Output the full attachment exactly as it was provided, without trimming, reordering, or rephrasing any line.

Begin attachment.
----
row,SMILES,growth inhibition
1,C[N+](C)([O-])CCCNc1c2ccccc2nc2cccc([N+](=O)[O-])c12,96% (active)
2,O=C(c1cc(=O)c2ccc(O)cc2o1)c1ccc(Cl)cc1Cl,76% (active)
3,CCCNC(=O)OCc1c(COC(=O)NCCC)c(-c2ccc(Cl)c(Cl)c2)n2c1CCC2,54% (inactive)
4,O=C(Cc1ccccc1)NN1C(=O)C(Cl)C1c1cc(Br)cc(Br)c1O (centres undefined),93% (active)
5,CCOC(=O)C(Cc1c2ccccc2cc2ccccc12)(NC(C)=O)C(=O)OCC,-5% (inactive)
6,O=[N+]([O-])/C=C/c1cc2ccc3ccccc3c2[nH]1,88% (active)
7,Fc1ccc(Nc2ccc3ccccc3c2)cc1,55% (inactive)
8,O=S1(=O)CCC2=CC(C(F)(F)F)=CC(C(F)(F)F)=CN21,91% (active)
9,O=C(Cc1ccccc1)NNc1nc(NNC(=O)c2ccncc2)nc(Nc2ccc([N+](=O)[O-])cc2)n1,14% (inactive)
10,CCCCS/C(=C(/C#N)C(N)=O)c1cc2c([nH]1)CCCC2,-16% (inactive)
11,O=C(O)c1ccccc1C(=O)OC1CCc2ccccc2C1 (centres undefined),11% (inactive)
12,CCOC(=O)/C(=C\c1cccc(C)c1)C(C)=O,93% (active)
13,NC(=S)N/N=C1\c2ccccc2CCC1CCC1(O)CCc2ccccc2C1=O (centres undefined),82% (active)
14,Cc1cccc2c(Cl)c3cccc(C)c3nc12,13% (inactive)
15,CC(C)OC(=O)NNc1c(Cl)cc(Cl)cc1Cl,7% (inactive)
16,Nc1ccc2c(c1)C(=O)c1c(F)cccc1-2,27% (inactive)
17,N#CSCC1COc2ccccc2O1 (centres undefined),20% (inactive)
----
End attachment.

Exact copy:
row,SMILES,growth inhibition
1,C[N+](C)([O-])CCCNc1c2ccccc2nc2cccc([N+](=O)[O-])c12,96% (active)
2,O=C(c1cc(=O)c2ccc(O)cc2o1)c1ccc(Cl)cc1Cl,76% (active)
3,CCCNC(=O)OCc1c(COC(=O)NCCC)c(-c2ccc(Cl)c(Cl)c2)n2c1CCC2,54% (inactive)
4,O=C(Cc1ccccc1)NN1C(=O)C(Cl)C1c1cc(Br)cc(Br)c1O (centres undefined),93% (active)
5,CCOC(=O)C(Cc1c2ccccc2cc2ccccc12)(NC(C)=O)C(=O)OCC,-5% (inactive)
6,O=[N+]([O-])/C=C/c1cc2ccc3ccccc3c2[nH]1,88% (active)
7,Fc1ccc(Nc2ccc3ccccc3c2)cc1,55% (inactive)
8,O=S1(=O)CCC2=CC(C(F)(F)F)=CC(C(F)(F)F)=CN21,91% (active)
9,O=C(Cc1ccccc1)NNc1nc(NNC(=O)c2ccncc2)nc(Nc2ccc([N+](=O)[O-])cc2)n1,14% (inactive)
10,CCCCS/C(=C(/C#N)C(N)=O)c1cc2c([nH]1)CCCC2,-16% (inactive)
11,O=C(O)c1ccccc1C(=O)OC1CCc2ccccc2C1 (centres undefined),11% (inactive)
12,CCOC(=O)/C(=C\c1cccc(C)c1)C(C)=O,93% (active)
13,NC(=S)N/N=C1\c2ccccc2CCC1CCC1(O)CCc2ccccc2C1=O (centres undefined),82% (active)
14,Cc1cccc2c(Cl)c3cccc(C)c3nc12,13% (inactive)
15,CC(C)OC(=O)NNc1c(Cl)cc(Cl)cc1Cl,7% (inactive)
16,Nc1ccc2c(c1)C(=O)c1c(F)cccc1-2,27% (inactive)
17,N#CSCC1COc2ccccc2O1 (centres undefined),20% (inactive)